Ten years ago, the dire news coming out of the U.S. was that the housing market was declining and home prices were falling. What this news sparked was a world-wide recession, which Canada was barely able to avert. The nation wasn’t unscathed by the crisis, it just managed to do better than other countries.
The recession had blind-sided many economists, who had felt the good times would continue to roll. But what they did not foresee was that the concoction of bundling various kinds of debt, including risky sub-prime mortgages, which had fuelled the housing boom in the U.S., were a toxic mixture doomed to collapse, as it did in August 2007.
In response, the Canadian Real Estate Association (CREA) issued a release to answer questions about the credit crunch south of the 49th parallel, due to skittish consumers on this side of the border. According to CREA, what was happening in the U.S. could not happen in Canada because of a different set of market factors coming into play.
“Question: What is a sub-prime mortgage?
“Answer: It’s a mortgage given to a home buyer with less than perfect credit, or a home buyer who lacks the paperwork to prove an income that can support the mortgage payments. While these mortgages may not seem like a good idea to begin with, lenders in the United States with liquid assets, or investment money were making loans to almost anyone who asked, and charging a little more interest for these ‘riskier, loans.”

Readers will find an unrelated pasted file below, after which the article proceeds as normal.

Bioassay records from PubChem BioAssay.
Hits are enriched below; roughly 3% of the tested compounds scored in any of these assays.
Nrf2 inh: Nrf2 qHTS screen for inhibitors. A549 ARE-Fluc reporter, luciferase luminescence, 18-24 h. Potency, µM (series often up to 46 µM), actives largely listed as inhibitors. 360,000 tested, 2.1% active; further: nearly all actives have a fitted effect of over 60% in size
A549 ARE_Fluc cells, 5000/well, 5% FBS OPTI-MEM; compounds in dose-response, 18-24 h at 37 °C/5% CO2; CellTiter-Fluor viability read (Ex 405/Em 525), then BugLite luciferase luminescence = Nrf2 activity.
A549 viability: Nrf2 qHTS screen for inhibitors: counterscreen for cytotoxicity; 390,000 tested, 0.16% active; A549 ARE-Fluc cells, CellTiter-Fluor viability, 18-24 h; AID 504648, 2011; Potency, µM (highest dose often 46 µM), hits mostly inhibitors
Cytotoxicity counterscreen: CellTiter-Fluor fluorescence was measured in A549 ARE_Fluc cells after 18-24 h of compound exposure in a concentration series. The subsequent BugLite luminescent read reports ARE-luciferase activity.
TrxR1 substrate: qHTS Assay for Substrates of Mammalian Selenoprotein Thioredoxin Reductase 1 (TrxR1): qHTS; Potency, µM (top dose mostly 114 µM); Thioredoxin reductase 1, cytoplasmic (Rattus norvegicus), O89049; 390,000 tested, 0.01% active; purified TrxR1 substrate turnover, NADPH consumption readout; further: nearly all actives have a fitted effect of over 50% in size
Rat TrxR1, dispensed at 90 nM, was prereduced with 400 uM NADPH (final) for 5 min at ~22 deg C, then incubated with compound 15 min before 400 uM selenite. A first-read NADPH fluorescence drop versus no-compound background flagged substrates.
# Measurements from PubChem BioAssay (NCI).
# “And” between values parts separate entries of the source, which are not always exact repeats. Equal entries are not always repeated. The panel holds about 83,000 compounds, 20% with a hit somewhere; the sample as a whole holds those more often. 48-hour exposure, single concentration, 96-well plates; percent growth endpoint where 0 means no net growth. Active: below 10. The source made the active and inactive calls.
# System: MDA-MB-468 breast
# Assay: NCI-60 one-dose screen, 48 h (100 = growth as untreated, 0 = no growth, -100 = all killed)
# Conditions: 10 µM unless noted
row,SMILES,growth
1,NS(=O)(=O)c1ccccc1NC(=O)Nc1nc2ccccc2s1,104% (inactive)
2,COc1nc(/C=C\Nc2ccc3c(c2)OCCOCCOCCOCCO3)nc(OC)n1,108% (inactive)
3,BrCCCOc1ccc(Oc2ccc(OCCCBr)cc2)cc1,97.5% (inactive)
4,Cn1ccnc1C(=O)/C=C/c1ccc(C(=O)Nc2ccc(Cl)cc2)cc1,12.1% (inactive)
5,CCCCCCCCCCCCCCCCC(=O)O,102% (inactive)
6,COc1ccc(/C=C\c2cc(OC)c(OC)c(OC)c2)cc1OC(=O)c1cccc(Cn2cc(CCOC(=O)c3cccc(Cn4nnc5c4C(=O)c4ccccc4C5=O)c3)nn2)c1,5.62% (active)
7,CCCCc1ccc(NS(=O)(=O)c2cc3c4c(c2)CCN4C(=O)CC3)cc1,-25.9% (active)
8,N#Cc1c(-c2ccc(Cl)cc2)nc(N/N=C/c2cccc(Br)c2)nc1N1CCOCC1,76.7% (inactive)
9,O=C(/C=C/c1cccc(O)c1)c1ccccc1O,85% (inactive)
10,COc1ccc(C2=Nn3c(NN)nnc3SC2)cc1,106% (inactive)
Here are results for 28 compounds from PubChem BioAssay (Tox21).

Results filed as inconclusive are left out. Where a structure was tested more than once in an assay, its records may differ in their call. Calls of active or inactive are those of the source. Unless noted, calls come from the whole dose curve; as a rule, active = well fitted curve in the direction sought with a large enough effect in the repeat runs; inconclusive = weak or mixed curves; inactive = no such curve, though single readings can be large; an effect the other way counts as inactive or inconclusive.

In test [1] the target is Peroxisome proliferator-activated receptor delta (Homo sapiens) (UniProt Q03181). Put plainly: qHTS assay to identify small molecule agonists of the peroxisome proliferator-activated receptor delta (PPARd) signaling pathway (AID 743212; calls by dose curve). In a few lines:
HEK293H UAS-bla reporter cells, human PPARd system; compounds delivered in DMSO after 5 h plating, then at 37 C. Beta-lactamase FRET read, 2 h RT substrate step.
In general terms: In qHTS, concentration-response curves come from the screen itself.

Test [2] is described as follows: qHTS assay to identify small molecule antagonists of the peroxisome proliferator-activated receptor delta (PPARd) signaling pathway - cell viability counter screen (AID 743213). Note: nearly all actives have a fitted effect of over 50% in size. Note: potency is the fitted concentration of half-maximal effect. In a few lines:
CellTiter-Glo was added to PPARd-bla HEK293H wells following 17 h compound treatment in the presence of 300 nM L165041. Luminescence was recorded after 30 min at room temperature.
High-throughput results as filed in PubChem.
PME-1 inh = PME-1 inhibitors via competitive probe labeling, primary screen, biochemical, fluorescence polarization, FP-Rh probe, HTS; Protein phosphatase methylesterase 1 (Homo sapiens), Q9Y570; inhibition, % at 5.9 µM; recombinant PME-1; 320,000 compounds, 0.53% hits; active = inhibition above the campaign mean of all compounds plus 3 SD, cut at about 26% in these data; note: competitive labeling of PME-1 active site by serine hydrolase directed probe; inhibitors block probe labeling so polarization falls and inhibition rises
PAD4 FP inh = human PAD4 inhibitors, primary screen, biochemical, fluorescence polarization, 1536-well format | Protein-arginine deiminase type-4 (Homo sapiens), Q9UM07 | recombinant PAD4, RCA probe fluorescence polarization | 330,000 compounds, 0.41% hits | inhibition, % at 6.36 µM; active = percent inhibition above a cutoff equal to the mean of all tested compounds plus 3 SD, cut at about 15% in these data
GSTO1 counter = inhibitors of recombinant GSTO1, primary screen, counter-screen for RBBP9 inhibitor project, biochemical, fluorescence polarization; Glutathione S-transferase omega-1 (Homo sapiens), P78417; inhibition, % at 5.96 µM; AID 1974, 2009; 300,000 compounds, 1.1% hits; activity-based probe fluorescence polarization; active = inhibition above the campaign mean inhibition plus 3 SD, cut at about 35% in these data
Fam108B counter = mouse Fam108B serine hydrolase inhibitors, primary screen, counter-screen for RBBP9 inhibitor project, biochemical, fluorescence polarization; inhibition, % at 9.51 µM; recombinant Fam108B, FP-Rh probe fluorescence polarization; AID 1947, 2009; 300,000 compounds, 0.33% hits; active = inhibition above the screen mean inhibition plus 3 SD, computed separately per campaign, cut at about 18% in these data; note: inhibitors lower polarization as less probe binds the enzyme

The assumption was that constantly rising house prices in the U.S. would compensate for any lending mistakes. The companies doing this included specialty finance firms such as American Home Mortgage, which filed for bankruptcy in August 2007, as well as big well-known banks such as HSBC PLC.
By June 2007, more than 21 per cent of U.S. mortgages were sub-prime compared with only five per cent in Canada (all Canadian mortgages are insured).
According to the Canadian Bankers Association, a record low number (0.24 per cent) of Canadian mortgages were in arrears by July 31, 2007.
“Question: How did this U.S. lending crisis start?
“Answer: When U.S. housing prices started to slide and U.S. interest rates began to rise, many mortgage borrowers ended up in trouble and defaulted. In turn, mortgage lenders started to run into troubled waters as far as their profit statements were concerned, and a number have gone bankrupt or have closed.
Many of the companies making the sub-prime loans were selling the loans to other companies, such as hedge funds and pension funds which sought still higher profits. Often, the loans were packaged together (a lá mutual funds holding thousands of individual loans) and sold to investors.
As more and more consumers defaulted and the mortgage loans started going bad, suddenly many people across the financial world were affected.
Concerned about losses, investors and lenders started demanding higher interest rates to make loans, or stopped making loans entirely. That initiated the credit crunch.
“Question: What is the commercial lending paper referred to by the media as part of the crisis?
“Answer: Commercial paper is short-term debt issued by companies, usually coming due in under a year and often in as little as a month. The buyers of these ‘papers’ tend to be institutional investors, including money-market mutual funds or low-returning funds where investors invest in the belief that the money is safe. As a result, only highly-rated companies with strong balance sheets can generally issue commercial paper, limiting the size of the market.”